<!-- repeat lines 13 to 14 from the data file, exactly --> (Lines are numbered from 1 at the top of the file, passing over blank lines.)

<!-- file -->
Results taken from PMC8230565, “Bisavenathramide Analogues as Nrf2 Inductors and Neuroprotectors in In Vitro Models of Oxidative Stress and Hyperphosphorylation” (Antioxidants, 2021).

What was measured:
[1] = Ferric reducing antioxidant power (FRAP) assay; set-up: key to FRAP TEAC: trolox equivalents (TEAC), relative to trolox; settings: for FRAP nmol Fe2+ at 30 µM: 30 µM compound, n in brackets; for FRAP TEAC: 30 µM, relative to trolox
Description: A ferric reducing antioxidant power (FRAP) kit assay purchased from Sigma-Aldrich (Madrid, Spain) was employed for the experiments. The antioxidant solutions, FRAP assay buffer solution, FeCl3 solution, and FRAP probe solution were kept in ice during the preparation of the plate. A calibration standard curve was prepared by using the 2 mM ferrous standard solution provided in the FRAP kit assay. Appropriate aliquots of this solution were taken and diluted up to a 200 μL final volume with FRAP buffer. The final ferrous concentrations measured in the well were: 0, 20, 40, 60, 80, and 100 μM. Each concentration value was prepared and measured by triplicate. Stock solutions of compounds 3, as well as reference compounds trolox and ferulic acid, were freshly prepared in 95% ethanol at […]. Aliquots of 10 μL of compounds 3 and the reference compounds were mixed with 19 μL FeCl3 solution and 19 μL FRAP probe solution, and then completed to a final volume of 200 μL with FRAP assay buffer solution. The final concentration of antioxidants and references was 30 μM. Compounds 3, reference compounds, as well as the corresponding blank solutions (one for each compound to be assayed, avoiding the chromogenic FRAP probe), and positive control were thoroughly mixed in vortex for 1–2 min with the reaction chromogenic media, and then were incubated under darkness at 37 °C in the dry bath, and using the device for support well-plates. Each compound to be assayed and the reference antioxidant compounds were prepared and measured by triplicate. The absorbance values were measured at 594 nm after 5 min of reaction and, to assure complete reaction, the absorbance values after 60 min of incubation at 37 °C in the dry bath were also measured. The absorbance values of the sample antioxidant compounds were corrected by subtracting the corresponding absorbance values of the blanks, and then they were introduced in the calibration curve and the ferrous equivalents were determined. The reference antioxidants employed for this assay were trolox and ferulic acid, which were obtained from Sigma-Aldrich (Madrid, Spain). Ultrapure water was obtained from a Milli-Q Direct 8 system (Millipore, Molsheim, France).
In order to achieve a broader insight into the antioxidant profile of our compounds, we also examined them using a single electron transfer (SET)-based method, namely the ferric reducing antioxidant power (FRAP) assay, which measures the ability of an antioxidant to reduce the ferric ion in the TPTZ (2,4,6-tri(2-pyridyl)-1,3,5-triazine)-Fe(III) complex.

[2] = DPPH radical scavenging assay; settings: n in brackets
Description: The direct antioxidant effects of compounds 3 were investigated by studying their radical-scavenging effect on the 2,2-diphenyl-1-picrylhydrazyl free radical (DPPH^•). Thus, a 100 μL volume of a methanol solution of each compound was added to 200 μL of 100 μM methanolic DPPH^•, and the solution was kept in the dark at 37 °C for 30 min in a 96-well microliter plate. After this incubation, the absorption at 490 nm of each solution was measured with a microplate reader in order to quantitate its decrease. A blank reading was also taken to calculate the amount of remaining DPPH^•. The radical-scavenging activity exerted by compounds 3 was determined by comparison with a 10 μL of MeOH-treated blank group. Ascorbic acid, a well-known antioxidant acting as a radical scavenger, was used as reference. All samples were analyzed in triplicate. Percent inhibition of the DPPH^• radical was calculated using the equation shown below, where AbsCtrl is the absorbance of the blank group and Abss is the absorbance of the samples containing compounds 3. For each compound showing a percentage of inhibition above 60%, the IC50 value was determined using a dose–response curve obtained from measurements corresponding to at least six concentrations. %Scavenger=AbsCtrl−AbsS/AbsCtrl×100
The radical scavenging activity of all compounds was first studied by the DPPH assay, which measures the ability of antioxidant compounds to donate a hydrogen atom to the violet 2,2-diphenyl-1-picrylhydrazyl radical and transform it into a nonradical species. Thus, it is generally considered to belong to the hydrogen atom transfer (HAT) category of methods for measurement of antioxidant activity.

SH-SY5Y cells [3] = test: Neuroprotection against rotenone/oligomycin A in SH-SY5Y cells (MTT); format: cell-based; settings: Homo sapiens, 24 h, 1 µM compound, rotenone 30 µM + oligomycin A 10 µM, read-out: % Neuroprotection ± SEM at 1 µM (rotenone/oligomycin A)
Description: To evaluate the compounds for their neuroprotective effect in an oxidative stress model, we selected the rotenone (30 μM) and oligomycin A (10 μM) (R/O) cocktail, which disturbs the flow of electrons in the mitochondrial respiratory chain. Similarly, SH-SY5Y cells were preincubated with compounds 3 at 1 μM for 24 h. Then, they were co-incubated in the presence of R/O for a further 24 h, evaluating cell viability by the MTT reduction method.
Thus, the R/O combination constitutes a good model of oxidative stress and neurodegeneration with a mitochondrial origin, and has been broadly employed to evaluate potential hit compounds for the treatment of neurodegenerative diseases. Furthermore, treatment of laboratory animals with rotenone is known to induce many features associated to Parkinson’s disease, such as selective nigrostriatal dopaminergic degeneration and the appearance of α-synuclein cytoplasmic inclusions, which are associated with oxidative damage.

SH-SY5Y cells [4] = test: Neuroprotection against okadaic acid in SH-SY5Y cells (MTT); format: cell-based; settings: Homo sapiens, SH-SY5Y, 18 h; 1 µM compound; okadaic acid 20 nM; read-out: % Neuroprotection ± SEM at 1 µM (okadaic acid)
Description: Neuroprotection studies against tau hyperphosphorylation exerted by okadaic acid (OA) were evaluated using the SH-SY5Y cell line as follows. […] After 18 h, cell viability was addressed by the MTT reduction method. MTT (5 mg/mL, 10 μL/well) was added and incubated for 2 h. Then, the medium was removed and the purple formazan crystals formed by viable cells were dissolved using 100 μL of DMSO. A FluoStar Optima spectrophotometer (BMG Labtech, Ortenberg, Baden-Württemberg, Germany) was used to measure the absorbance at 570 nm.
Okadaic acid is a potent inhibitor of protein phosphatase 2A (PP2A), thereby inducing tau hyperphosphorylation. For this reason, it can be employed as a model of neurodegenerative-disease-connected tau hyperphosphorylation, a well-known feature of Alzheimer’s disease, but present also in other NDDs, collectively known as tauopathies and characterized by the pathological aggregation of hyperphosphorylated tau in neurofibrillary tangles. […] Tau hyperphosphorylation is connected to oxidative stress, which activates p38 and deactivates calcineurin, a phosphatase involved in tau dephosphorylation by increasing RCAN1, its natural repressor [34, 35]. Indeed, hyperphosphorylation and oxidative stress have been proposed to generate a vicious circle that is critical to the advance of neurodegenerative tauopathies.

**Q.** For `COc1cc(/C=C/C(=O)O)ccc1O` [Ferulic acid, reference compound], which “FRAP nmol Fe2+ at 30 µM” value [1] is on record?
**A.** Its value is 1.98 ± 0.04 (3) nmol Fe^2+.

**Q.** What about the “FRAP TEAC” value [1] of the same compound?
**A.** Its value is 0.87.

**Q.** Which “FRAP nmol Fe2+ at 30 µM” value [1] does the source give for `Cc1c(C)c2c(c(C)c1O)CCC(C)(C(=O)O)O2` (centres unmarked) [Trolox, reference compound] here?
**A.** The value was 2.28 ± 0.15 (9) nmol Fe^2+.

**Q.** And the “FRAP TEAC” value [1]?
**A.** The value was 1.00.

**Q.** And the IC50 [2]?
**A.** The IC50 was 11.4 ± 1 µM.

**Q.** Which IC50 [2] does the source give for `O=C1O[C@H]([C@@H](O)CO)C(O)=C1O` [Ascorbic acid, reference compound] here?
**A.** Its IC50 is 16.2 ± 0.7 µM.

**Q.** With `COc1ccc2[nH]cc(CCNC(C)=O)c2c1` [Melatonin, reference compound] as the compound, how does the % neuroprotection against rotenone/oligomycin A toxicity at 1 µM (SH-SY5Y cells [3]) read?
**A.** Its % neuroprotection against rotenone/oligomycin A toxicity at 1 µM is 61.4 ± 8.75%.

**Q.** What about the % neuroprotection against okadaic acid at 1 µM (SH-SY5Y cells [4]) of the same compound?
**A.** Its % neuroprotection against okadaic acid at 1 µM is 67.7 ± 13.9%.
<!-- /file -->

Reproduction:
Description: Neuroprotection studies against tau hyperphosphorylation exerted by okadaic acid (OA) were evaluated using the SH-SY5Y cell line as follows. […] After 18 h, cell viability was addressed by the MTT reduction method. MTT (5 mg/mL, 10 μL/well) was added and incubated for 2 h. Then, the medium was removed and the purple formazan crystals formed by viable cells were dissolved using 100 μL of DMSO. A FluoStar Optima spectrophotometer (BMG Labtech, Ortenberg, Baden-Württemberg, Germany) was used to measure the absorbance at 570 nm.
Okadaic acid is a potent inhibitor of protein phosphatase 2A (PP2A), thereby inducing tau hyperphosphorylation. For this reason, it can be employed as a model of neurodegenerative-disease-connected tau hyperphosphorylation, a well-known feature of Alzheimer’s disease, but present also in other NDDs, collectively known as tauopathies and characterized by the pathological aggregation of hyperphosphorylated tau in neurofibrillary tangles. […] Tau hyperphosphorylation is connected to oxidative stress, which activates p38 and deactivates calcineurin, a phosphatase involved in tau dephosphorylation by increasing RCAN1, its natural repressor [34, 35]. Indeed, hyperphosphorylation and oxidative stress have been proposed to generate a vicious circle that is critical to the advance of neurodegenerative tauopathies.